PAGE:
New space hub could be stellar opportunity for region’s economy to take off



Supported by the West Midlands Combined Authority (WMCA) it will use Government funding to bring together expertise and businesses to explore how to take maximum advantage of the commercial space race.

The money will be used to assess current space capabilities and develop action plans for how to accelerate the growth of the hub.

New space hub could be stellar opportunity for region’s economy to take off

Andy Street, the Mayor of the West Midlands, said: “This is an immensely exciting avenue to explore, which could potentially create more jobs, improve skills, and boost the West Midlands’ economy.

“Exploration of the global space technology sector is especially welcome at this challenging time as we start plotting our region’s economic recovery from the coronavirus pandemic.

“The West Midlands has a proud past as a hotbed of innovation and the birthplace of the Industrial Revolution. This is the place to create, innovate, and build for the future.”

The West Midlands space hub will be led by City-REDI of the University of Birmingham, and supported by the WMCA and Greater Birmingham and Solihull Local Enterprise Partnership (GBSLEP).

Tim Pile, chair of GBSLEP, said: “We welcome lift-off for the development of a space hub here in the West Midlands region led by City-REDI, University of Birmingham.

“This is an exciting opportunity to come together to create a strategy to identify industries in our region working in the space sector and to explore new market opportunities. Our purpose at the GBSLEP is to create inclusive, economic growth in partnership with the public, private and academic sectors. We have a vast network of supply chains in the region and this first step towards a space hub will also enable us to examine how we can support businesses to contribute to the commercial space age.”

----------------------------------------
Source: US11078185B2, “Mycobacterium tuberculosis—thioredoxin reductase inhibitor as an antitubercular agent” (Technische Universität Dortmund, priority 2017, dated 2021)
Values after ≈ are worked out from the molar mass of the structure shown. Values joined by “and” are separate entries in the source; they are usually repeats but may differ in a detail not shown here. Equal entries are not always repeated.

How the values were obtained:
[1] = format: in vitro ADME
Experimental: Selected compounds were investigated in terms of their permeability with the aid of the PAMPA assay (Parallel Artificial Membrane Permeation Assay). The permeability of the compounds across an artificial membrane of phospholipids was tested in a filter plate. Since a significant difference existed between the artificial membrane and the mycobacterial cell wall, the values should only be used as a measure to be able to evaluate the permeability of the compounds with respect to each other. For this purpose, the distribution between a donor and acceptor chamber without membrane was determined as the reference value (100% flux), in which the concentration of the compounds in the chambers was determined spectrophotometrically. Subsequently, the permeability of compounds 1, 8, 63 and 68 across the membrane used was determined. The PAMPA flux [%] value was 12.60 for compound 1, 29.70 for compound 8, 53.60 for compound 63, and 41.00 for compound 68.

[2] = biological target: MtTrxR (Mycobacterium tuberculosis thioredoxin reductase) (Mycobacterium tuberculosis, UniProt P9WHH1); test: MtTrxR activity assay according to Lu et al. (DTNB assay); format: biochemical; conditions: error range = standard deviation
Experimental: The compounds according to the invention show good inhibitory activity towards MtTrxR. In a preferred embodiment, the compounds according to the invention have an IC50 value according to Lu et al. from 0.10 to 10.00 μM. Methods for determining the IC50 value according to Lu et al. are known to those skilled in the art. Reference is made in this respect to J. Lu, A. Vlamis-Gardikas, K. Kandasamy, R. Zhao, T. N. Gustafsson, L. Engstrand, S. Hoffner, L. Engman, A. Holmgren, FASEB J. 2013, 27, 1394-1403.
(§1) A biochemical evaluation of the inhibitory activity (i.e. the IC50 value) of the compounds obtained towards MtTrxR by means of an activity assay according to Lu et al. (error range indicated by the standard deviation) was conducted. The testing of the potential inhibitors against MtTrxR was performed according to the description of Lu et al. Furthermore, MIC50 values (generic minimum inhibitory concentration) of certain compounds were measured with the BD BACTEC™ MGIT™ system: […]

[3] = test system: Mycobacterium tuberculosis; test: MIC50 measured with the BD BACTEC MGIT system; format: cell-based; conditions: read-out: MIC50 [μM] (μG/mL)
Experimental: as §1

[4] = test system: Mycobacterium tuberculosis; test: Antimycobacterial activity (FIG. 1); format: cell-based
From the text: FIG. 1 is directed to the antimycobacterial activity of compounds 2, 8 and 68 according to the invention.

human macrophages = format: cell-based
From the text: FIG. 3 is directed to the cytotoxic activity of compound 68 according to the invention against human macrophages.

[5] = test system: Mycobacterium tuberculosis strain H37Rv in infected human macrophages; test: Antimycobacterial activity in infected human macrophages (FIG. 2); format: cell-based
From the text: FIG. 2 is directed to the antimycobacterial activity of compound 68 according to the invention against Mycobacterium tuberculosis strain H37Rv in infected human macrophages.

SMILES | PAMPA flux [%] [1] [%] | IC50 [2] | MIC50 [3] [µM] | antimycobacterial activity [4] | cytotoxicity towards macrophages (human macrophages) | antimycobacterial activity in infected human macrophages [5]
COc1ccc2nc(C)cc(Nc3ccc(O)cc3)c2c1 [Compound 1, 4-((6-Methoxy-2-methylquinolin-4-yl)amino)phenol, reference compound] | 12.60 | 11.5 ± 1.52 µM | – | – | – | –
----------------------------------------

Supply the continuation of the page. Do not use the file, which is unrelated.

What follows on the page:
In the last decade, space has transformed into one of the UK’s fastest growing sectors. Trebling in size in 2010, at the last count the UK space industry now employs close to 42,000 people in all corners of the country and generates an income of nearly £15 billion every year.

Professor Simon Collinson, deputy pro-vice-chancellor for regional engagement and director of the West Midlands Regional Economic Development Institute (WM REDI) and City-REDI, said: “This is an important national initiative to both enhance the UK’s position in the global space technology sector and promote regional growth.

“We are immensely pleased that City-REDI at the University of Birmingham has been awarded funding to work with our local partners to help develop these industry hubs. These will translate leading R&D into applied technologies and better job opportunities for the regions.”

Cllr Ian Brookfield, WMCA portfolio lead for economy and innovation and leader of Wolverhampton City Council, said: “I’m delighted that the West Midlands has been chosen for funding to explore the region’s space technology businesses. Our region has a lot to offer and this is an opportunity to demonstrate our expertise, business acumen and workforce.”

Funding has been made to six other regions in Great Britain to ensure space is a priority for regional economic growth and to attract commercial investment from space companies. The UK Space Agency will also support Space Leadership Forums in the West Midlands and the other regions, bringing together local government, business leaders and academia into a representative body that can drive forward this work and champion the sector.

Science Minister Amanda Solloway said: “The UK’s space sector has shown incredible resilience to the coronavirus pandemic and will continue to play a key role in our recovery – from creating high-quality jobs to finding unique ways to support our NHS.

“This funding will arm local leaders up and down the UK with the tools they need to put their local areas at the front of the commercial space race, while refuelling the tank of the UK economy and helping Britain realise its ambitions as a global space superpower.”

Share this story